GLEN ELLYN – Where have all the monarch butterflies gone?
That's the question many Glen Ellyn students and community members have been asking recently as the species faces extinction due to the near-eradication of milkweed, the monarch caterpillar's only food source. Milkweed grows in Midwestern croplands where many monarchs are born.
More than 170 participants turned out Saturday for "Milkweed to Monarch: Doing Our Part to Save the Butterflies," hosted by the Glen Ellyn Public Library. The event attempted to increase awareness for students and community members on what they can do to save the majestic butterflies from extinction.
Glen Ellyn School District 41 has already created a Problem-Based Learning program to try and spur action to save the dwindling species. The program allows students to work together to find solutions to real world problems affecting their community.
Ben Franklin Elementary students kicked off the event by presenting their research and findings on the decline of monarch populations to a panel of experts from the village and Glen Ellyn Environmental Commission. The experts offered advice on how to continue their efforts to save the butterflies.
Saturday's event also provided parents with a demonstration on how to properly plant and care for milkweed plants, a craft session, and a costumed demonstration by students on the metamorphosis of the caterpillar into butterfly.
Organizers hope to get the community excited enough to return in June to participate in a mass planting event with the park district and village. The goal is to create 100 monarch milkweed butterfly gardens throughout Glen Ellyn.
Attendees were also gifted milkweed seeds to plant in their own garden.
Sandy Fejt, Willowbrook Wildlife Center education site manager, emphasized that every little bit helps.
“Our feeling is, overall, if you have a drop of water in a bucket it doesn't seem like that much,” Fejt said. “We're hoping each little drop gives you enough to take a drink of water or water a plant. Each little bit makes a difference.”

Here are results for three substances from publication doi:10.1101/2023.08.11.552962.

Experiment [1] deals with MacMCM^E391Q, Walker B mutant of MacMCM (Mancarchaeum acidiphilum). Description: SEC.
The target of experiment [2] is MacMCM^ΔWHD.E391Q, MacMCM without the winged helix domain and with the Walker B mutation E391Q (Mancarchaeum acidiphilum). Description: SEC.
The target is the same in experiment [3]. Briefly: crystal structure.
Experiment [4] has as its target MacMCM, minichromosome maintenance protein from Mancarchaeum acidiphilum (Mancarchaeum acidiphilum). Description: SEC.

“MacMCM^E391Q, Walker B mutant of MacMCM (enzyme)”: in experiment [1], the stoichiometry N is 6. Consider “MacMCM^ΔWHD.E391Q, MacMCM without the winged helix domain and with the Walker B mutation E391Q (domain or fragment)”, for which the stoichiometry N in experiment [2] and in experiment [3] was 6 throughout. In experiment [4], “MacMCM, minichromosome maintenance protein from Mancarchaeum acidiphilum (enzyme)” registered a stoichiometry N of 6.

The importance of monarch butterflies runs deep within Illinois history. Monarch butterflies were voted state insect by schoolchildren in 1975, and their role as essential pollinators of plants and vegetation makes them worth saving to many Glen Ellyn residents.
It's also the bright orange and black butterflies' beauty and mystery that intrigues their fans.
“There is something about a butterfly that is lighthearted and brings out the kid in you,” Fejt said. “A butterfly is an insect that every generation can connect too. As we get older we have things that are near and dear to us, but a butterfly can reach every age level.”
Renee Grassi, the library's Youth Department director, helped the children champion the initiative to get others involved.
“When we found out there was a decline, we wanted to make a difference," Grassi said. “I think this is the type of initiative that everyone would want to be a part of and this is important to our community.”
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Milkweed planting day
What: Planting of monarch milkweed gardens in Glen Ellyn
When: 9 to 11 a.m. June 20
Where: Two locations – Maryknoll Park at 845 Pershing Ave.; and the village's municipal parking lot at Glenwood Avenue and Crescent Boulevard